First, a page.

Volume 553, May 2013
|Number of page(s)||14|
|Section||Galactic structure, stellar clusters and populations|
|Published online||25 April 2013|
Crucial aspects of the initial mass function
I. The statistical correlation between the total mass of an ensemble of stars and its most massive star
Instituto de Astrofísica de Andalucía (IAA-CSIC),
Glorieta de la Astronomía s/n,
2 Instituto de Astrofísica de Canarias, c/ vía Láctea s/n, 38205 La Laguna, Tenerife, Spain
3 Instituto de Astronomía, Universidad Académica en Ensenada, Universidad Nacional Autónoma de México, Ensenada BC, 22860 Mexico, Mexico
4 Departamento de Astrofísica, Universidad de La Laguna (ULL), 38205 La Laguna,Tenerife, Spain
5 European Southern Observatory, Casilla 19001, Santiago 19, Chile
6 Max Planck Institut für Astronomie, Königstuhl 17, 69117 Heidelberg, Germany
7 S. D. Astronomía y Geodesia, Fac. CC. Matemáticas, Universidad Complutense de Madrid, 28040 Madrid, Spain
Received: 28 April 2012
Accepted: 21 February 2013
Context. Our understanding of stellar systems depends on the adopted interpretation of the initial mass function, IMF φ(m). Unfortunately, there is not a common interpretation of the IMF, which leads to different methodologies and diverging analysis of observational data.
Aims. We study the correlation between the most massive star that a cluster would host, mmax, and its total mass into stars, ℳ, as an example where different views of the IMF lead to different results.
Methods. We assume that the IMF is a probability distribution function and analyze the mmax − ℳ correlation within this context. We also examine the meaning of the equation used to derive a theoretical ℳ − relationship, with N the total number of stars in the system, according to different interpretations of the IMF.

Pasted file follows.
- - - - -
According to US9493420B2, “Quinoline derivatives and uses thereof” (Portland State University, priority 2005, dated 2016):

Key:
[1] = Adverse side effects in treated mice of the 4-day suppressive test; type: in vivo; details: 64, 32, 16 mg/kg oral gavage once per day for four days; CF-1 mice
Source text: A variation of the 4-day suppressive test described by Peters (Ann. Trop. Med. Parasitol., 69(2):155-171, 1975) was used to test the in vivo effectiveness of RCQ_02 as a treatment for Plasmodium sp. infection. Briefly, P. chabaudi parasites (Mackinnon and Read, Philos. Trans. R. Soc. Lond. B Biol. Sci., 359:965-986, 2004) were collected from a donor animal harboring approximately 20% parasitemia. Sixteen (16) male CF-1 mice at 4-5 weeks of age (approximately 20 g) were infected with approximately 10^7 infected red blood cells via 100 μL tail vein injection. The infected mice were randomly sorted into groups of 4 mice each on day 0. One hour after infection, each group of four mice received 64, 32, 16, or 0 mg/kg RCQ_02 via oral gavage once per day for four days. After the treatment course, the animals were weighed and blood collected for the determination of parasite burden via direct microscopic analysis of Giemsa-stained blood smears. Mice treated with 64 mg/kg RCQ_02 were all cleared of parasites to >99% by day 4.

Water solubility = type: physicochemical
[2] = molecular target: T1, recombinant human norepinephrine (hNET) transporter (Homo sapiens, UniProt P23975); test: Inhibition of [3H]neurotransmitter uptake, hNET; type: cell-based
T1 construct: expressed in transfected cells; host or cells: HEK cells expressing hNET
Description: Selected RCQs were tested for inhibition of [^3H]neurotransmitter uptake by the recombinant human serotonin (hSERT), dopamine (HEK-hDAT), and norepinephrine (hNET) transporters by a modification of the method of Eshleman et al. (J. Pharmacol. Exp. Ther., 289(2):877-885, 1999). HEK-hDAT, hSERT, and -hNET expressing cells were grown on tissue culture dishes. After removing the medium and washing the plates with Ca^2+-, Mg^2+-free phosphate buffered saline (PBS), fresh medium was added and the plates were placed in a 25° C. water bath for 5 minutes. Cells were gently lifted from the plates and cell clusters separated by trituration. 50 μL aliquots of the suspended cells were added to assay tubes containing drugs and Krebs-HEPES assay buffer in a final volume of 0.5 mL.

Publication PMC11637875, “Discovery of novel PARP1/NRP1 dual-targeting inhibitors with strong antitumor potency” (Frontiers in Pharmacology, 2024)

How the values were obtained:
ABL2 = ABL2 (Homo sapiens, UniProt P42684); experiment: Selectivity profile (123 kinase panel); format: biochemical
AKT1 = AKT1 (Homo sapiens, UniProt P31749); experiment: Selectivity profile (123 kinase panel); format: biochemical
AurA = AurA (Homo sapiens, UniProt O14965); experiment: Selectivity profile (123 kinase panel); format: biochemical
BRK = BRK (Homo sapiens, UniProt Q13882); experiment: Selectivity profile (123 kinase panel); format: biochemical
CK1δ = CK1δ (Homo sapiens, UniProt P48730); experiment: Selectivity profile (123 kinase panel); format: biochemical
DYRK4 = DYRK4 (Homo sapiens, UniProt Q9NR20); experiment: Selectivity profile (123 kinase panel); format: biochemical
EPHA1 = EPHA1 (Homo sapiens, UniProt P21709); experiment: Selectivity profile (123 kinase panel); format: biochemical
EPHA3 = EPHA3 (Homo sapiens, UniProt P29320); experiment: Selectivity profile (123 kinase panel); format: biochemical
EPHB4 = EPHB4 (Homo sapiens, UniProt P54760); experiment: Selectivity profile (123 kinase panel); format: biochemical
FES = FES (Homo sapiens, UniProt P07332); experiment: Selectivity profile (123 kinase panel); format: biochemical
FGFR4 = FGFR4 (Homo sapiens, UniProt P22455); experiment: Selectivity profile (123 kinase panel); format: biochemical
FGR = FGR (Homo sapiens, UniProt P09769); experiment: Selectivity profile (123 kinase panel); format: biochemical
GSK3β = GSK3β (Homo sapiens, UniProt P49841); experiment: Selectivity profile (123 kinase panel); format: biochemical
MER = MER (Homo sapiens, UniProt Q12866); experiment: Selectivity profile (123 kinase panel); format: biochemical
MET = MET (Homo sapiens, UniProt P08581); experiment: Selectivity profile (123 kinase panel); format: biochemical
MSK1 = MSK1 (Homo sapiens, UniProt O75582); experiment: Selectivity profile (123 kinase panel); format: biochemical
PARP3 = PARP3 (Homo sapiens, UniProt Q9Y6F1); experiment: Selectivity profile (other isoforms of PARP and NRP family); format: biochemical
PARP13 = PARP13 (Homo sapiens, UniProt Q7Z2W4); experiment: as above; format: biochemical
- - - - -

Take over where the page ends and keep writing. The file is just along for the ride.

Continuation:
Results. We find that only a probabilistic interpretation of the IMF, where stellar masses are identically independent distributed random variables, provides a self-consistent result. Neither ℳ nor the total number of stars in the cluster, N, can be used as IMF scaling factors. In addition, is a characteristic maximum stellar mass in the cluster, but not the actual maximum stellar mass. A ⟨ℳ⟩ − correlation is a natural result of a probabilistic interpretation of the IMF; however, the distribution of observational data in the N (or ℳ) − mmax plane includes a dependence on the distribution of the total number of stars, N (and ℳ), in the system, ΦN(N), which is not usually taken into consideration.
Conclusions. We conclude that a random sampling IMF is not in contradiction to a possible mmax − ℳ physical law. However, such a law cannot be obtained from IMF algebraic manipulation or included analytically in the IMF functional form. The possible physical information that would be obtained from the N (or ℳ) − mmax correlation is closely linked with the Φℳ(ℳ) and ΦN(N) distributions; hence it depends on the star formation process and the assumed definition of stellar cluster.
Key words: stars: statistics / Galaxy: stellar content / methods: data analysis
© ESO, 2013
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